So the falling, gold, red and brown leaves tell me that Autumn (fall, l’Automne) is here. The colours are amazing, but why do the leaves change from green to these colours?
Green is the colour of fuel
Leaves are green because of chlorophyll, a pigment molecule found within the leaves (and in bacteria and some algae). This green pigment absorbs sunlight and utilises its energy to transform water obtained from the roots, and carbon dioxide in the air, into glucose (which the plants use as a fuel source) and oxygen.
These reactions take place in cells called chloroplasts in two stages. In stage one, chlorophyll is energised by sunlight to make ATP (a chemical energy transporter). At the same time, water molecules are ‘split’ to make electrons available to another molecule which along with ATP, in stage two of photosynthesis, turns carbon dioxide from the air into the components required to make glucose.
So why the transition to brown?
A sign of the times
The colour change signals a decrease in moisture (water) and sunlight, meaning that chlorophyll becomes degraded and leaves become less green. This is of course associated with seasonal transitions.
Interestingly, longer ‘green seasons’ has been found to be a marker of increased carbon dioxide availability, warmer temperatures and altered precipitation. It has also been discussed that these changes in Autumn length can affect competiveness between plant species, promoting greater growth of parasitic or destructive plant species.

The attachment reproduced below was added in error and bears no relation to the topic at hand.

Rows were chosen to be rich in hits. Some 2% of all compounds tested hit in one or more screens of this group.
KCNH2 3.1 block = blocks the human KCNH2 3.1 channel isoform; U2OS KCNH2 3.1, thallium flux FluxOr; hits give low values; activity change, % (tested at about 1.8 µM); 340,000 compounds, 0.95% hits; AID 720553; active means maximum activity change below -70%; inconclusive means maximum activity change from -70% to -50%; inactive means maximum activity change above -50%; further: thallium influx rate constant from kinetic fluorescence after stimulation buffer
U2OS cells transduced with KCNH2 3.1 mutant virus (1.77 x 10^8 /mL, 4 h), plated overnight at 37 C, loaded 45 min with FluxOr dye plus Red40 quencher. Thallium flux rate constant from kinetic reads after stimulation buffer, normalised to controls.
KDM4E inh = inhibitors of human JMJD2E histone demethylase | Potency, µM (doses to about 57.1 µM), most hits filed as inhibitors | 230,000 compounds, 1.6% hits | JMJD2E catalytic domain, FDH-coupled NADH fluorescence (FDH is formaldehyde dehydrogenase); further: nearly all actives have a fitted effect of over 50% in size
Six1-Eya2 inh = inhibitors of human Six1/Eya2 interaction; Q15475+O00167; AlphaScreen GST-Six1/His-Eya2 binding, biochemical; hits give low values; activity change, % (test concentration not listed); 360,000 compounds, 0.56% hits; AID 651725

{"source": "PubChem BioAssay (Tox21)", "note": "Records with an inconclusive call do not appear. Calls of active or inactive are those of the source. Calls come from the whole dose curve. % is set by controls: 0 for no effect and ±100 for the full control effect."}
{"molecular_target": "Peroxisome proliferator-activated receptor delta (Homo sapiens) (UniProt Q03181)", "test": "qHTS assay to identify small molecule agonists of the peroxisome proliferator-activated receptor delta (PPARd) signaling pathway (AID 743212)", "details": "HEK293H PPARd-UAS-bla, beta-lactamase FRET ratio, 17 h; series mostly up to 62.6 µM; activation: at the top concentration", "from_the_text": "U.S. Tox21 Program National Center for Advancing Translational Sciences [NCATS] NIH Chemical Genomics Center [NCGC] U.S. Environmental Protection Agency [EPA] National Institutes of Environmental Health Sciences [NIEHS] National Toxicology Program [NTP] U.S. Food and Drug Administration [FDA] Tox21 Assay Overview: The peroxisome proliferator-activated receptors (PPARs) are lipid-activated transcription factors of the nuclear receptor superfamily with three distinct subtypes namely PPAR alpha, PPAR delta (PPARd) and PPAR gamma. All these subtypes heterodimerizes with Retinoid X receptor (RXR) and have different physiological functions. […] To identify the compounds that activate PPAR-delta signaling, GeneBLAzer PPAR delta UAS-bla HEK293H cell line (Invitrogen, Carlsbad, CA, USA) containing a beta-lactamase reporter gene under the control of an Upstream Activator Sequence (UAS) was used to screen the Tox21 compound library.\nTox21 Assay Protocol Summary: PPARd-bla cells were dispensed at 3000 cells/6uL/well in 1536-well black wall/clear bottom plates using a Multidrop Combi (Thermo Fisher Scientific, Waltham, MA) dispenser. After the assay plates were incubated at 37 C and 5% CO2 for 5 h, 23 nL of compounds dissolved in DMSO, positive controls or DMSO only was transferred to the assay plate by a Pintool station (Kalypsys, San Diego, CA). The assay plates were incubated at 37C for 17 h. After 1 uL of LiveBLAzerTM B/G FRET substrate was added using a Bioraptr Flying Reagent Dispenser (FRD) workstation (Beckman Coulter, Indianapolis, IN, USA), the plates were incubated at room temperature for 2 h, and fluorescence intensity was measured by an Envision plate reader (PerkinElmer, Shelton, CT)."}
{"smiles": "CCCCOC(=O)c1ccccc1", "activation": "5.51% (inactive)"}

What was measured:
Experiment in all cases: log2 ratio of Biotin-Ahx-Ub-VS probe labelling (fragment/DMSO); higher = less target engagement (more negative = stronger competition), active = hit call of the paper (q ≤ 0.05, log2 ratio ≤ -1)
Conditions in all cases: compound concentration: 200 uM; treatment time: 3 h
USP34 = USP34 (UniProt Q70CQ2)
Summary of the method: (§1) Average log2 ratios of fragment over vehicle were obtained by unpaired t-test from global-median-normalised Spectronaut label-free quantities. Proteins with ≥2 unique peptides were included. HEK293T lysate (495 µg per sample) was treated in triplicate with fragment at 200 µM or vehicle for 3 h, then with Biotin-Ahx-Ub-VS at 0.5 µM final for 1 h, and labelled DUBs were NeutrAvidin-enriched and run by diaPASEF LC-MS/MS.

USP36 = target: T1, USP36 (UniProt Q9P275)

Plants in space?
Because plants absorb carbon dioxide from the air and produce water, using plants as a life support in space exploration is an attractive idea. However, much needs to be known about the effect of zero gravity, altered atmospheric gas concentrations and cosmic radiations on plant growth and function.
It is already known that there are subtle micro -structural differences between terrestrial and space grown plants. For instance, some proteins were found to be less abundant in space grown plants meaning basic plant functions could be reduced. Conversely, there were also groups of proteins that were more abundant resulting in increased activity for certain plant functions. For example, proteins involved in flavour, were found to be over abundant in space grown plants!
Another consideration is light cycling. Terrestrial plants have evolved in a 12-hour light/dark cycle, and during dark cycles, plants release carbon dioxide that can affect the breathable gases concentrations in enclosed spaces such as spacecraft.
Finally, the effect of gravity needs to be considered. Water is drawn up from the roots into the main stem of the plants to the leaves. The effect of zero gravity on this function needs to be understood and researched further, as well as the affect on the cell membranes.
Before you stop to smell the roses, maybe you should consider the browning of the leaves as well, and how one chemical is in part responsible for the air that we breathe, and possibly allowing humans to survive space exploration!